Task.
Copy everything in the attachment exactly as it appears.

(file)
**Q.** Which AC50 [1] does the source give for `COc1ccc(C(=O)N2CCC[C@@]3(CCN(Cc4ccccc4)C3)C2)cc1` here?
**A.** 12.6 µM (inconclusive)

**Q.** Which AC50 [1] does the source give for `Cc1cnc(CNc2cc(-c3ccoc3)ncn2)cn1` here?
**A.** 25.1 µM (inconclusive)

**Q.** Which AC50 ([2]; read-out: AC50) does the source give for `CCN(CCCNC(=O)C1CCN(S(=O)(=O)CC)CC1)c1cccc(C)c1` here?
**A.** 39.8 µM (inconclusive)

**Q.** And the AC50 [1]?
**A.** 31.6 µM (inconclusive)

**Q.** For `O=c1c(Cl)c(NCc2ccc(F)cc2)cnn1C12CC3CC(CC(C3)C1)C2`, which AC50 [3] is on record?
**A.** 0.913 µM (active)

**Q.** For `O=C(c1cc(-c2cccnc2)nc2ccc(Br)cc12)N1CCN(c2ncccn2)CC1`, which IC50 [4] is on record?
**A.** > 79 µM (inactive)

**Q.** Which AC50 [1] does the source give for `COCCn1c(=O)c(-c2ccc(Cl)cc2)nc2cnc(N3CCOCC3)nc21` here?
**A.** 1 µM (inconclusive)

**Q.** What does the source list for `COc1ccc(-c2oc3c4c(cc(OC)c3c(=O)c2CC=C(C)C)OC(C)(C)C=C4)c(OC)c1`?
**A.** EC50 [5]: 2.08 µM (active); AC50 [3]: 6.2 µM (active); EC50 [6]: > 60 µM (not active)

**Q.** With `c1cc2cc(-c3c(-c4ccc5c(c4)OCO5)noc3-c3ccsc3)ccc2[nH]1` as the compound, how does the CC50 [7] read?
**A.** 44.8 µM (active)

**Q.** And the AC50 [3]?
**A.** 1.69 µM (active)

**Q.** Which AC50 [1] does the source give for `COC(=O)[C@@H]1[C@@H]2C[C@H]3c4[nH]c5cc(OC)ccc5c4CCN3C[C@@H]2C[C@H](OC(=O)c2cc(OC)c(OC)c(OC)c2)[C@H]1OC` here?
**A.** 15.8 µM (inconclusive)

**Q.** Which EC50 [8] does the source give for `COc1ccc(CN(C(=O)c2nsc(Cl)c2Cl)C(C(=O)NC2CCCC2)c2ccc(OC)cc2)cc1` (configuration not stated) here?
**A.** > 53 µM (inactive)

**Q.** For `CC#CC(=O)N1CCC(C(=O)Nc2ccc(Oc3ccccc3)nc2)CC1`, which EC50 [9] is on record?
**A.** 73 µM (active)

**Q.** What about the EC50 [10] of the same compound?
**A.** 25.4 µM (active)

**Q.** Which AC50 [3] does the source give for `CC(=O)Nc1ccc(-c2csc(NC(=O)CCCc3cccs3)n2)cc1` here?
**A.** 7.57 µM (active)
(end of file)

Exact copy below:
**Q.** Which AC50 [1] does the source give for `COc1ccc(C(=O)N2CCC[C@@]3(CCN(Cc4ccccc4)C3)C2)cc1` here?
**A.** 12.6 µM (inconclusive)

**Q.** Which AC50 [1] does the source give for `Cc1cnc(CNc2cc(-c3ccoc3)ncn2)cn1` here?
**A.** 25.1 µM (inconclusive)

**Q.** Which AC50 ([2]; read-out: AC50) does the source give for `CCN(CCCNC(=O)C1CCN(S(=O)(=O)CC)CC1)c1cccc(C)c1` here?
**A.** 39.8 µM (inconclusive)

**Q.** And the AC50 [1]?
**A.** 31.6 µM (inconclusive)

**Q.** For `O=c1c(Cl)c(NCc2ccc(F)cc2)cnn1C12CC3CC(CC(C3)C1)C2`, which AC50 [3] is on record?
**A.** 0.913 µM (active)

**Q.** For `O=C(c1cc(-c2cccnc2)nc2ccc(Br)cc12)N1CCN(c2ncccn2)CC1`, which IC50 [4] is on record?
**A.** > 79 µM (inactive)

**Q.** Which AC50 [1] does the source give for `COCCn1c(=O)c(-c2ccc(Cl)cc2)nc2cnc(N3CCOCC3)nc21` here?
**A.** 1 µM (inconclusive)

**Q.** What does the source list for `COc1ccc(-c2oc3c4c(cc(OC)c3c(=O)c2CC=C(C)C)OC(C)(C)C=C4)c(OC)c1`?
**A.** EC50 [5]: 2.08 µM (active); AC50 [3]: 6.2 µM (active); EC50 [6]: > 60 µM (not active)

**Q.** With `c1cc2cc(-c3c(-c4ccc5c(c4)OCO5)noc3-c3ccsc3)ccc2[nH]1` as the compound, how does the CC50 [7] read?
**A.** 44.8 µM (active)

**Q.** And the AC50 [3]?
**A.** 1.69 µM (active)

**Q.** Which AC50 [1] does the source give for `COC(=O)[C@@H]1[C@@H]2C[C@H]3c4[nH]c5cc(OC)ccc5c4CCN3C[C@@H]2C[C@H](OC(=O)c2cc(OC)c(OC)c(OC)c2)[C@H]1OC` here?
**A.** 15.8 µM (inconclusive)

**Q.** Which EC50 [8] does the source give for `COc1ccc(CN(C(=O)c2nsc(Cl)c2Cl)C(C(=O)NC2CCCC2)c2ccc(OC)cc2)cc1` (configuration not stated) here?
**A.** > 53 µM (inactive)

**Q.** For `CC#CC(=O)N1CCC(C(=O)Nc2ccc(Oc3ccccc3)nc2)CC1`, which EC50 [9] is on record?
**A.** 73 µM (active)

**Q.** What about the EC50 [10] of the same compound?
**A.** 25.4 µM (active)

**Q.** Which AC50 [3] does the source give for `CC(=O)Nc1ccc(-c2csc(NC(=O)CCCc3cccs3)n2)cc1` here?
**A.** 7.57 µM (active)